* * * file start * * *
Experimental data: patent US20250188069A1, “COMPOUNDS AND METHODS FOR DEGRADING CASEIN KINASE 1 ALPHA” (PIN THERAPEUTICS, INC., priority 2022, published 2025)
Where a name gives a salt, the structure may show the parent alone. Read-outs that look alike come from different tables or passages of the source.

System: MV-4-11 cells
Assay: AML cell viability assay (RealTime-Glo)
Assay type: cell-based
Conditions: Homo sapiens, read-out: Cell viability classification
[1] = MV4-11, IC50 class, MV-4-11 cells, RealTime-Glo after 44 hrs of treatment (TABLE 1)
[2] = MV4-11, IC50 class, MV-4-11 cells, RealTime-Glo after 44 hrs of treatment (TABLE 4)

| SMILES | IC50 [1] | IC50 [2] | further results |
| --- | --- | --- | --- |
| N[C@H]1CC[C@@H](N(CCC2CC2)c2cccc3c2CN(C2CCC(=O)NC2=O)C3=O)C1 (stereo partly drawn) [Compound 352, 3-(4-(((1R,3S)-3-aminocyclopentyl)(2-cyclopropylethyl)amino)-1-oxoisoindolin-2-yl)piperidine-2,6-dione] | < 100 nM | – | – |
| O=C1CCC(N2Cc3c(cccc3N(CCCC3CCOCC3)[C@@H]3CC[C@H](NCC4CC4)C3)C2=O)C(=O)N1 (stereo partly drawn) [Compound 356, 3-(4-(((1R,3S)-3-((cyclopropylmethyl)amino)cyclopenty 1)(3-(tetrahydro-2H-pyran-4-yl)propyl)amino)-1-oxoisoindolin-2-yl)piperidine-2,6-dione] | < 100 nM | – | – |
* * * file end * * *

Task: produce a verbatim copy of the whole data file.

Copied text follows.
Experimental data: patent US20250188069A1, “COMPOUNDS AND METHODS FOR DEGRADING CASEIN KINASE 1 ALPHA” (PIN THERAPEUTICS, INC., priority 2022, published 2025)
Where a name gives a salt, the structure may show the parent alone. Read-outs that look alike come from different tables or passages of the source.

System: MV-4-11 cells
Assay: AML cell viability assay (RealTime-Glo)
Assay type: cell-based
Conditions: Homo sapiens, read-out: Cell viability classification
[1] = MV4-11, IC50 class, MV-4-11 cells, RealTime-Glo after 44 hrs of treatment (TABLE 1)
[2] = MV4-11, IC50 class, MV-4-11 cells, RealTime-Glo after 44 hrs of treatment (TABLE 4)

| SMILES | IC50 [1] | IC50 [2] | further results |
| --- | --- | --- | --- |
| N[C@H]1CC[C@@H](N(CCC2CC2)c2cccc3c2CN(C2CCC(=O)NC2=O)C3=O)C1 (stereo partly drawn) [Compound 352, 3-(4-(((1R,3S)-3-aminocyclopentyl)(2-cyclopropylethyl)amino)-1-oxoisoindolin-2-yl)piperidine-2,6-dione] | < 100 nM | – | – |
| O=C1CCC(N2Cc3c(cccc3N(CCCC3CCOCC3)[C@@H]3CC[C@H](NCC4CC4)C3)C2=O)C(=O)N1 (stereo partly drawn) [Compound 356, 3-(4-(((1R,3S)-3-((cyclopropylmethyl)amino)cyclopenty 1)(3-(tetrahydro-2H-pyran-4-yl)propyl)amino)-1-oxoisoindolin-2-yl)piperidine-2,6-dione] | < 100 nM | – | – |